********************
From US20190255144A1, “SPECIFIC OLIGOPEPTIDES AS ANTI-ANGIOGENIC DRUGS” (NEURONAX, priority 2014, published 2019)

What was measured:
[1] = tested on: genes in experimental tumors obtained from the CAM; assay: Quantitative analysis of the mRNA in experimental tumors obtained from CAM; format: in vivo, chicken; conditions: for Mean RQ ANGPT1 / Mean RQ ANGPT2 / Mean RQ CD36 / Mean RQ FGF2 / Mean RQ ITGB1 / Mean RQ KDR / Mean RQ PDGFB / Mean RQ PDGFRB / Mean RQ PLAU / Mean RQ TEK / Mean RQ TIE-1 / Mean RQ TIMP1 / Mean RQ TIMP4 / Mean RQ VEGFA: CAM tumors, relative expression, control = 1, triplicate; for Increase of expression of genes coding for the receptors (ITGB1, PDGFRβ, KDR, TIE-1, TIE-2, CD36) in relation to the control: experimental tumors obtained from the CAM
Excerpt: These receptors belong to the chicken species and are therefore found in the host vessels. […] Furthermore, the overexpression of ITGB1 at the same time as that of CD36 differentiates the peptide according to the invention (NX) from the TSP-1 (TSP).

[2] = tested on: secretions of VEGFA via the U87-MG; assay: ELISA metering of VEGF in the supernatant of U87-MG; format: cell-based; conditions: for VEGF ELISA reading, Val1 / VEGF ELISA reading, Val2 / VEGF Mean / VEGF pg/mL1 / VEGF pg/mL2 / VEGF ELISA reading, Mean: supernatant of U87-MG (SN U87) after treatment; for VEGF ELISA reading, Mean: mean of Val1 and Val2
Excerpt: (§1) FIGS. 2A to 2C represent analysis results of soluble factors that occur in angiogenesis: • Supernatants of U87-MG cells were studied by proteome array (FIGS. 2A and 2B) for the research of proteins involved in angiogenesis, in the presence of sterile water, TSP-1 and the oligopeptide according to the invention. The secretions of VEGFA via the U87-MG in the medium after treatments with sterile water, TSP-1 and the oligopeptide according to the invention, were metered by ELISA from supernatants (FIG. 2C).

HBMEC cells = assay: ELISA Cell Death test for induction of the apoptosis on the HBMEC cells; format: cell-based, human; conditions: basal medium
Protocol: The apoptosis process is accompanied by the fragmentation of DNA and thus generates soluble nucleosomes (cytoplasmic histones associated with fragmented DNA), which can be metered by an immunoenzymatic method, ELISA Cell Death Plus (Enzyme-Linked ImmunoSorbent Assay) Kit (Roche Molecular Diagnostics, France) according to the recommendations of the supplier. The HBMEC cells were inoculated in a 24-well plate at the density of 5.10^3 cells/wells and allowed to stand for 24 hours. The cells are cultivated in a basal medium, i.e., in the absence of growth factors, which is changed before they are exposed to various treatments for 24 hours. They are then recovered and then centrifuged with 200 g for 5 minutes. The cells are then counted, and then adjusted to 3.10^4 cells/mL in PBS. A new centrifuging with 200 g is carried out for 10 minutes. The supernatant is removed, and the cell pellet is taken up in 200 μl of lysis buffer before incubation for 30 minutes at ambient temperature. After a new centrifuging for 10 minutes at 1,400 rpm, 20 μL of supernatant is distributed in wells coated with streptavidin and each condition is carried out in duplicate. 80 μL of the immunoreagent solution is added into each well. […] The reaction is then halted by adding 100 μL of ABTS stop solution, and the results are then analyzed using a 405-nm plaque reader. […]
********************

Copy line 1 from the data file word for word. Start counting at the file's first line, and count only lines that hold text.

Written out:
From US20190255144A1, “SPECIFIC OLIGOPEPTIDES AS ANTI-ANGIOGENIC DRUGS” (NEURONAX, priority 2014, published 2019)